Was the current European crisis caused by a "lack of stability culture" or by the flawed architecture of the single currency system?
Louis Pauly: Both. There is great lip service to former, especially in Germany, but even they let its banks operate with too much leverage, too little capital. It’s not a new story.
Based on your answer to (1), are the weak members of the EU community to blame? Or do the stronger members deserve blame as well?
Missing is a certain fiscal burden-sharing mechanism. But in its absence, the core members do what is necessary in an ad hoc fashion when they are under severe pressure. It is not pretty, but it is politically acceptable. A full-blown equalization payment system like the one Canada has – a fiscal federation – is still distant. But they are developing the functional equivalent. In the end, whatever that may mean in historical terms, Greece may not be a full partner in it.
Will the euro survive the crisis?
Would the break-up of the "one-currency-fits-all-model" represent a "Lehman moment," triggering another slump? On a related point, how tied up are U.K. banks in the crisis?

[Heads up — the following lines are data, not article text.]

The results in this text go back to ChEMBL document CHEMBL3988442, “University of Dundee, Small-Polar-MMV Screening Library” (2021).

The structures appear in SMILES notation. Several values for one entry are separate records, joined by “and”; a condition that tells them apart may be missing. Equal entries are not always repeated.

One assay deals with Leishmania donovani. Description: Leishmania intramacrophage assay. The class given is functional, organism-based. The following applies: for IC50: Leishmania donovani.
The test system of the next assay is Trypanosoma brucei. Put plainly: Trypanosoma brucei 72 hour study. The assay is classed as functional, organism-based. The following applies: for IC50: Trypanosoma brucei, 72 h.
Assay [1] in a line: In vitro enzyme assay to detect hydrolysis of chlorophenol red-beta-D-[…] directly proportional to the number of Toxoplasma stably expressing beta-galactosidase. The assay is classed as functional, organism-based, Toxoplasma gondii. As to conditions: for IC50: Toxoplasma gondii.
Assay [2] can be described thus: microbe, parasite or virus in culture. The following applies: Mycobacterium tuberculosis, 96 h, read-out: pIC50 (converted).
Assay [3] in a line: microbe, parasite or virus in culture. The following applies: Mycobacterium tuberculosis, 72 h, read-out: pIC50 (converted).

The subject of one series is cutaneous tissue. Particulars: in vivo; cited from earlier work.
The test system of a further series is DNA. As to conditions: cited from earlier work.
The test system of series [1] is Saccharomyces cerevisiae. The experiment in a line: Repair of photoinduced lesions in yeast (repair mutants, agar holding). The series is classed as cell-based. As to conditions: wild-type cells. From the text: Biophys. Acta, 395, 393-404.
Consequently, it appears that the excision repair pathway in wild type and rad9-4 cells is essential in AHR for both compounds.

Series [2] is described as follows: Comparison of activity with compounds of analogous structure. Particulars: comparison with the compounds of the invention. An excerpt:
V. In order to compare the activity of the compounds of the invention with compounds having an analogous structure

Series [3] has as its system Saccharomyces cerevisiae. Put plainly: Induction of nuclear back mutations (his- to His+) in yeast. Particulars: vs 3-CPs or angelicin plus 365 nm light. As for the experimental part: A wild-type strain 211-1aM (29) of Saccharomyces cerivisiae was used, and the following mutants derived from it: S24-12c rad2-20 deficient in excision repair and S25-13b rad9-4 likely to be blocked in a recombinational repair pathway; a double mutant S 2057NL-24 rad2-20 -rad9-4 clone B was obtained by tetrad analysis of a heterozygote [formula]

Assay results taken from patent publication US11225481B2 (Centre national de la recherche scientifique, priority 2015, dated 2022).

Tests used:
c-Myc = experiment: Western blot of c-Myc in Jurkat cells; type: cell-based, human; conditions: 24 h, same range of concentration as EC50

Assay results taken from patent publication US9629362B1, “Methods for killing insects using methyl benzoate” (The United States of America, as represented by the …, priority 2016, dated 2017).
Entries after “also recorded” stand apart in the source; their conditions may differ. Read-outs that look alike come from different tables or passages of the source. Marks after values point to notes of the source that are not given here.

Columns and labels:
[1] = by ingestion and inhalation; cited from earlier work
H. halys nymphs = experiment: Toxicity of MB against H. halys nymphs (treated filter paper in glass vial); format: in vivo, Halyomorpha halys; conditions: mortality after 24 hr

LP: Maybe, but not likely after all this notice. Lehman was a surprise. It unleashed uncertainty. The erosion of EMU is a long process of shifting and managing risks, and private investors have had plenty of time to diversify their portfolios.
U.K. banks are certainly tied up. London is Europe’s financial centre.
How far are France and Germany willing to go to save the euro? What is their breaking point? Is it possible that Germany will, as Niall Ferguson alleged, kill Europe?
LP: They have no breaking point; they will do whatever is necessary. They will save an EMU, even if it is smaller than today’s. Saving EMU, saving Greece, Portugal, Ireland – this is the same thing as saving their own banks. Will they save their own banks? Absolutely, most certainly - my best guess, since I have no crystal ball.
Ferguson is paid to exaggerate and get people thinking (and fuming), so take his word with a grain of salt.